In his first major deal as general manager of the Philadelphia Flyers, Bob Clarke dealt veteran center Darryl Sittler to Detroit for youngsters Murray Craven and Joe Paterson. Upon learning of the move, a rival National Hockey League general manager commented, "That's a bad trade. Sittler was the only real leader on the team."
The Flyers, however, uncovered another leader in Dave Poulin, a graduate of Notre Dame signed as a free agent two years ago who had played one season in the NHL.
With Poulin as a dynamic captain, Tim Kerr enjoying his second straight 50-goal season, Pelle Lindbergh winning 37 games in the net and Craven having 25 goals and a plus-40 rating, the Flyers have been the surprise team of the NHL. In the midst of a club-record 11-game winning streak, the Flyers have 103 points, most in the league, in what had been considered a rebuilding year. They are genuine threats to win the Stanley Cup, since defending champion Edmonton has not been able to beat Philadelphia in the teams' last eight meetings.
If Clarke made an astute move in dispensing with Sittler, who has only 10 goals and a minus-16 rating in Detroit, he was lucky in another respect.
Clarke's first choice as coach was Bill LaForge, but LaForge had made a commitment to Vancouver. So Clarke turned to Mike Keenan, another lacking NHL experience.
LaForge lasted a little more than a month, as his advocacy of goon tactics with players not inclined to that approach made the Canucks a season-long noncontender. Keenan has proven himself a masterful tactician.
"If LaForge had gone to Philly, he would have revived the Broad Street Bullies, and they'd be nowhere now," one NHL coach said. "Keenan may not have any charisma, but he's got that team doing a lot of things right."
In a preseason poll of correspondents by the Hockey News, only one of 20 picked the Flyers to finish as high as second in the Patrick Division. The consensus was fourth, with one tabbing them fifth, behind Pittsburgh. Seldom has any group of "experts" been so badly fooled.
On an only slightly lesser scale, the St. Louis Blues have stunned the prognosticators and the competition. The experts also consigned them to fourth in the Norris Division, with not one of the 20 polled listing them first.
The Blues have been on top almost from the start and have the best defensive record in the Campbell Conference. They have few stars, but do have eight players with more than 20 goals. Jacques Demers, who would be a strong candidate for coach of the year except for Keenan's performance, has focused on key divisional games with astounding results. The Blues, after losing their first two games to chief rival Chicago, have gone 18-5-4 within the Norris Division.
The NHL's other notable overachievers are Winnipeg and Los Angeles. Their surge to respectability has turned the once-sorry Smythe Division into the league's toughest.
In contrast to St. Louis, the Jets have prospered despite an inability to handle divisional rivals. Ten of their 27 defeats have been inflicted by Edmonton and Calgary, which does little to enhance their playoff hopes.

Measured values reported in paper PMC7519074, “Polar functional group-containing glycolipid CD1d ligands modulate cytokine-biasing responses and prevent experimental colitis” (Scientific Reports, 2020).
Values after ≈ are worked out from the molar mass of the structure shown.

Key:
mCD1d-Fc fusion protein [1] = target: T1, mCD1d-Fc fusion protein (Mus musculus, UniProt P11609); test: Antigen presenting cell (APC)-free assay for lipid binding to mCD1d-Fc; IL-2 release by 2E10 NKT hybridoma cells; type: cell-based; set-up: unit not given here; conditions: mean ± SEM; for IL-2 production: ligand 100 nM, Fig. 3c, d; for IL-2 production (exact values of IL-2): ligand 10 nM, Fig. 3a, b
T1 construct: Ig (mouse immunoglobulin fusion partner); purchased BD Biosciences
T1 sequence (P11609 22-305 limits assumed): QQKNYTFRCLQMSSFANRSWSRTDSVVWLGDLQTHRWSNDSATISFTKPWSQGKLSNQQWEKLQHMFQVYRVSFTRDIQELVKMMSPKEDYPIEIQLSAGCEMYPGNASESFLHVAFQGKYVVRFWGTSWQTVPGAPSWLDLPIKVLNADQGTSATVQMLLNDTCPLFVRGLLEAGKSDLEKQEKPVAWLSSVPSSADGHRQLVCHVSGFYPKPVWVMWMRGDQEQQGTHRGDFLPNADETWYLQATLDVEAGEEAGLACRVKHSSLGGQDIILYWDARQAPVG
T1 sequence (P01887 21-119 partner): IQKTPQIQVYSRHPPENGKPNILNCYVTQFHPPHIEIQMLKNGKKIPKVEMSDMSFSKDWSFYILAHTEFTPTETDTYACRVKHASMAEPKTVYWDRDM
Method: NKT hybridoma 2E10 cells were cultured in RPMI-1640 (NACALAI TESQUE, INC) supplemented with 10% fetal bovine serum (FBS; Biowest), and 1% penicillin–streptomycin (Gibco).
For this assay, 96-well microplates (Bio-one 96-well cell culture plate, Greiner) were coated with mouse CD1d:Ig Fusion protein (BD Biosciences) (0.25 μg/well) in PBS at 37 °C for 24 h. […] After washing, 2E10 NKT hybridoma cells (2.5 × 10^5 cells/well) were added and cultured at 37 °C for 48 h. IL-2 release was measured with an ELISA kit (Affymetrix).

It is a sure bet that the Jets, onetime Norris Division residents, would gladly return the $1.375 million they received to switch if they could wrestle instead with the weaker teams in the Norris.
The Kings missed the playoffs the last two seasons and seemed destined for a similar fate after their 0-6-3 start this season. However, Pat Quinn's patient coaching has made them an above-.500 club in a difficult division.
Unchallenged leader of the underachievers is Minnesota, the majority choice to finish first in the Norris Division. The North Stars, with Coach Bill Mahoney cast off en route, are struggling with Detroit for third place.
The North Stars' demise since reaching the Stanley Cup final in 1981 is one of hockey's great mysteries. Not only does Minnesota seem blessed with considerable talent, it has managed through Lou Nanne's wheeling and dealing to maintain a flow of high draft picks -- first in 1983 (Brian Lawton) and second in 1982 (Brian Bellows).
What the North Stars have lacked is stability in coaching and playing personnel. But the scoring collapse this season is inexplicable, with only New Jersey and Toronto weaker offensively.
Consider the best NHL goal-scoring mark and production of Dennis Maruk (60-17), Dino Ciccarelli (55-13), Steve Payne (42-27), Bellows (41-25), Tom McCarthy (39-16), Willi Plett (38-13), Neal Broten (38-17), Tony McKegney (37-23) and Keith Acton (36-19). Rarely have so many players hit the doldrums at one time.
It is simpler to place the blame for the problems endured by the other principal underachievers -- Vancouver, the Rangers and Islanders.
LaForge's foolishness put the Canucks so far behind so early that they had no chance to recoup in a division with four clubs over .500. The Rangers had many injuries and became further disoriented by the constant rumors that Coach Herb Brooks -- eventually fired -- was planning to quit at season's end to take a job in Minnesota.
Injuries also wreaked havoc with the Islanders. At one stage, the right side of the defense was gone. At another, only one healthy left wing was available. Coach Al Arbour might have done a better job this year, with the team nine games over .500 despite unceasing adversity, than he managed in some of his first-place campaigns.
Boston, Calgary and Chicago have been disappointing. Still, they are above .500 and headed for the playoffs, so there is opportunity for better things ahead.
Quebec, Montreal, Buffalo, Washington and Edmonton are prospering about as expected, and each must look to the playoffs to make the season a particularly profitable one.
Hartford, Pittsburgh, New Jersey, Detroit and Toronto are struggling, in each case without arousing surprise. They can only hope that a combination of courage and luck will make them the high Flyers of 1986.